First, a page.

from configurations.bundle
from jar.archivePath
rename { f -> "lib/${f}" }
build.dependsOn dist

Handling IntelliJ project files

We also need to generate IntelliJ IDEA project and module files so the plugin can live within the IDE. Telling the IDE it’s dealing with a plugin opens some nice features, mainly the ability to run the plugin from within the IDE. Anton Arhipov‘s blog post put me on the right track.
The Gradle idea plugin helps out in creating those files. This works out of the box for your average project, but for plugins IntelliJ expects some things differently. The project files should mention that we’re dealing with a plugin project and the module file should point to the plugin.xml file required for each plugin. Also, the SDK libraries are not to be included in the module file; so, I excluded those from the configuration.
The following code snippet caters for this:
[sourcecode lang=”groovy”]apply plugin: ‘idea’
idea {
project {
languageLevel = ‘1.6’
ipr {
withXml {
it.node.find { node ->
node.@name == ‘ProjectRootManager’
}.’@project-jdk-type’ = ‘IDEA JDK’
logger.warn "=" * 71
logger.warn " Configured IDEA JDK ‘${jdkName}’."
logger.warn " Make sure you have it configured IntelliJ before opening the project!"
logger.warn "=" * 71
module {
scopes.COMPILE.minus = [ configurations.ideaSdk ]
iml {
beforeMerged { module ->
withXml {
it.node.@type = ‘PLUGIN_MODULE’
// <component name="DevKit.ModuleBuildProperties" url="file://$MODULE_DIR$/src/main/resources/META-INF/plugin.xml" />
def cmp = it.node.appendNode(‘component’)
cmp.@name = ‘DevKit.ModuleBuildProperties’
cmp.@url = ‘file://$MODULE_DIR$/src/main/resources/META-INF/plugin.xml’

Put it to work!

Combining the aforementioned code snippets will result in a build script that can be run on any environment. Have a look at my idea-clock plugin for a working example.

Update 1: Forms

For an IntelliJ plugin to use forms it appeared some extra work has to be performed.
This difference is only obvious once you compare the plugin built by IntelliJ with the one built by Gradle:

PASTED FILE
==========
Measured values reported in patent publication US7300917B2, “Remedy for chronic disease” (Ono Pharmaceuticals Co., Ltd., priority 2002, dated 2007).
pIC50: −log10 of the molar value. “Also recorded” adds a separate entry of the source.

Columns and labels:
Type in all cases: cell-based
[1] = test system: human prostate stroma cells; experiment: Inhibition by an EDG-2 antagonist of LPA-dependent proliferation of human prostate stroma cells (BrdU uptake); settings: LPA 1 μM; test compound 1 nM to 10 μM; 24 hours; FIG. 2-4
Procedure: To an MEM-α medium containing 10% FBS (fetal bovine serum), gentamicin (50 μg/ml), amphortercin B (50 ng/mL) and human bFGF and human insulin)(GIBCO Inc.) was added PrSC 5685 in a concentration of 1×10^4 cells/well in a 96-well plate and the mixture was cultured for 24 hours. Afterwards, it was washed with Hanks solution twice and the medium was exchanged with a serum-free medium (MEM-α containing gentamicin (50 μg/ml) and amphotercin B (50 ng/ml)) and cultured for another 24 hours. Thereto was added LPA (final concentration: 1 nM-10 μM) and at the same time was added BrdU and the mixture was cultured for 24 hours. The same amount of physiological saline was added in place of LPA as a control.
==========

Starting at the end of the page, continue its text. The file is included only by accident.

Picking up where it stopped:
1. Include a bunch of helper classes
  2. Instrument the form classes

Including more files in the plugin was easy enough. Check out this commit to see what has to be added. Those classes are used as “helpers” for the form after instrumentation. For instrumentation an Ant task is available. This task can be loaded in Gradle and used as a last step of compilation.
Once I knew what to look for, this post helped me out: How to manage development life cycle of IntelliJ plugins with Maven, along with this build script.

Update 2: Language code generation

The Jetbrains folks promote using JFlex to build the lexer for your custom language. In order to use this from Gradle a custom version of JFlex needs to be used. This was used in an early version of the FitNesse plugin.

Update 3: Using a gradle plugin

Darren Reid pointed me to a Gradle plugin developed by Jetbrains that basically does the same as what I outlined above. I gave the plugin a swing and it works really well. The plugin is simple to configure:
[sourcecode lang=”groovy”]
plugins {
id "org.jetbrains.intellij" version "0.0.26"
apply plugin: ‘org.jetbrains.intellij’
intellij {
version ‘14.1.4’
pluginName ‘idea-clock’
publish {
username jetbrainsUsername ?: ""
password jetbrainsPassword ?: ""
pluginId ‘7754’
Your jetbrainsUsername and jetbrainsPassword can be configured in $HOME/.gradle/
The differences with my approach is:

  • The project is loaded as a normal IntelliJ Java project. It’s not a “special” plugin project. This means the plugin can not be executed via the Run Configuration menu. Instead, it can be started via a gradle command (runIdea).
  • I was not able to run IntelliJ in debug mode.